On June 18, the San Francisco Chronicle ran an article about a new magazine called Muslim Girl. I wrote a letter-to-the-editor about the article, but -- needless to say -- the Chronicle didn't run it. But I think the letter raises some important points, so I'll post it here!
San Francisco Chronicle Editors --
In Joe Garafoli's article about Muslim Girl magazine is this passage:Editors estimate that roughly 400,000 Muslim teenage girls live in the United States, part of the estimated 6 million to 8 million Muslims living in the country. The magazine's Toronto-based publisher, execuGo Media (some of the small editorial staff is in Chicago), believes much of its target market comes from affluent, well-educated families possessing untapped consumer spending power.I find it totally pitiable and almost sad that execuGo Media could based its entire business plan on a statistic that is known to be propaganda.
Activist groups like CAIR have famously inflated their pronouncements as to the number of Muslims in the US, rising by a million practically every time they issue a new press release. Eventually, they reached the laughable plateau of "8 million."
Why are these advocacy groups padding the numbers like this? To exaggerate the importance of Muslim-Americans as a voting bloc, and to increase the perception of their political importance.
But everybody who's paying atention knows it's a lie.
In fact, the latest Pew Research Center poll -- the most trusted and accurate polling institution in the country -- shows that the actual number of Muslims in the United States is (brace yourself) only 2.35 million:Based on data from this survey, along with available Census Bureau data on immigrants' nativity and nationality, the Pew Research Center estimates the total population of Muslims in the United States at 2.35 million.The fraudlent statistics of "8 million Muslims" bandied about by groups like CAIR are not meant to be taken seriously by Muslims themselves -- the stats are intended purely as propaganda for lazy politicians to cite. (See this essay at the "Miss Kelly" blog for some good analysis.)
How tragic, then, how absolutely laughable that a publishing company like execuGo Media would not only swallow the inflated numbers hook line and sinker, but use them as the basis of an actual business plan. I can only shake my head in pity.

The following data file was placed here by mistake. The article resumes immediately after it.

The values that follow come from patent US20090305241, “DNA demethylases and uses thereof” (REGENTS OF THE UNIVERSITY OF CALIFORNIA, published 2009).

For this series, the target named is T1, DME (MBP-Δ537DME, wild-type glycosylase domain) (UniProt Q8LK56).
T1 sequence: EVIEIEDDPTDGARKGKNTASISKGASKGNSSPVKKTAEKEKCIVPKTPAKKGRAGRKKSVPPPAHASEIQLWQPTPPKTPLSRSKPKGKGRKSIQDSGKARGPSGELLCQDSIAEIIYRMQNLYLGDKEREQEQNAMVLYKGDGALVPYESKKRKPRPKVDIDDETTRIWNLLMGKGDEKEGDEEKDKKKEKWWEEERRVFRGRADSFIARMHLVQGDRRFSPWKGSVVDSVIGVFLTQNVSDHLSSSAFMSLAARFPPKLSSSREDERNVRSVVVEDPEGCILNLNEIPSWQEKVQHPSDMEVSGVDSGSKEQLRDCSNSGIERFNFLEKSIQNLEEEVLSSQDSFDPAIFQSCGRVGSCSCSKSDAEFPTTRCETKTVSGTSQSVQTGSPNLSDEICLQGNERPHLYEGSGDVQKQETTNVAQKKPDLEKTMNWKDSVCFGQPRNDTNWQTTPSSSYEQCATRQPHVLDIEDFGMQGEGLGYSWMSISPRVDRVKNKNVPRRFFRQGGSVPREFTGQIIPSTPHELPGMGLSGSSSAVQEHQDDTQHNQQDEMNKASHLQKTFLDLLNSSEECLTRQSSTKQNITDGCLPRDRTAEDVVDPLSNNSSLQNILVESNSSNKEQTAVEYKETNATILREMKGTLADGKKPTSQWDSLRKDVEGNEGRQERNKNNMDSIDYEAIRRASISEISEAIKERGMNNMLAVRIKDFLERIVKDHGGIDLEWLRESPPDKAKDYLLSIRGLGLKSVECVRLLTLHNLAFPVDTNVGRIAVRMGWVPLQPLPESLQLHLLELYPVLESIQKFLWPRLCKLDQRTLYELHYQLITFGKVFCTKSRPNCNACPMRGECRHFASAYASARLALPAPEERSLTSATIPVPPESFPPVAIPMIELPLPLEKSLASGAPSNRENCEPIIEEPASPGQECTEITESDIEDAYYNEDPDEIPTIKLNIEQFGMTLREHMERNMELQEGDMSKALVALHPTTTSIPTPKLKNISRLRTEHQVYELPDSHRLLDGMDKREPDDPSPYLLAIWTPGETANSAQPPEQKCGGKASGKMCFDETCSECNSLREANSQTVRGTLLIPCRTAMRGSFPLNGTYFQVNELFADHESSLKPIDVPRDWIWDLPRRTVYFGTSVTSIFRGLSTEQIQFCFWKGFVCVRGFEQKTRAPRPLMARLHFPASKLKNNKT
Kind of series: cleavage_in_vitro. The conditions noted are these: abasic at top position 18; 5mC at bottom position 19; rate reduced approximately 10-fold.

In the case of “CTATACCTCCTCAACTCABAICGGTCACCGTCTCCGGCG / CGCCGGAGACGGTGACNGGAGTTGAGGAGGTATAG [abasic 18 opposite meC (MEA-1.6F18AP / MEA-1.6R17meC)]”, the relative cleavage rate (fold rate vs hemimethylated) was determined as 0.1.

They should count themselves lucky to have even gotten 25,000 subscribers, much less their fantasy of 100,000.
A further look at the Pew data shows an ever grimmer picture for execuGo's bottom line:
Of the 2.35 million Muslims in the US, only 40% attend mosque, and only 60% pray every day, which means that approximately only half of US Muslims are "observant." Also, about half (according to the Pew poll) think that Muslims "should adopt American customs" and should assimilate as much as possible. Which means that only half of those 2.35 million would have any interest in an "identity politics" magazine like Muslim Girl.
Without boring you with the details, the Pew stats (and other official stats) show that a significant minority number of Muslims in the US are college students here with student visas -- almost all of whom are male. And amongst that half of observant Muslims, a certain percentage are extremely observant (i.e. fundamentalist), and would never allow their daughters to read anything even closely resembling Muslim Girl.
Which leaves us with only about 1 million non-assimilated, non-fundamentalist, non-single-male Muslims living in middle class familes in the US (execuGo's market group). In any family, there will be a mother and a father, and for simplicity's sake we'll just say an equal number of daughters and sons -- which would leave us with only 1/4 of a million, or 250,000 potential customers (Muslim daughters) for the magazine.
But wait! Not all of those daughters are teenagers. Some are babies, some are toddlers, some are grade-schoolers, and some are college students or even adults. Being generous, we could estimate that there are in fact only 100,000 teenage Muslim girls who even identify as religiously Muslim in the United States.
So, what execuGo is projecting, is that they would get a 100% total market saturation for their magazine -- 100,000 subscribers out of 100,000 grand total potential customers. Which of course is ludicrous.
They're living in a dream world! How could they possibly have been so misinformed as to believe the inflated propaganda population statistics and use them as the basis of an actual real-world business model?
Someone need to go back to Business 101.
And I think Mr. Garafoli's article would have more incisive and would have actually counted as "journalism" if he had pointed out any of this. Instead, all we're left with is another fact-free puff piece.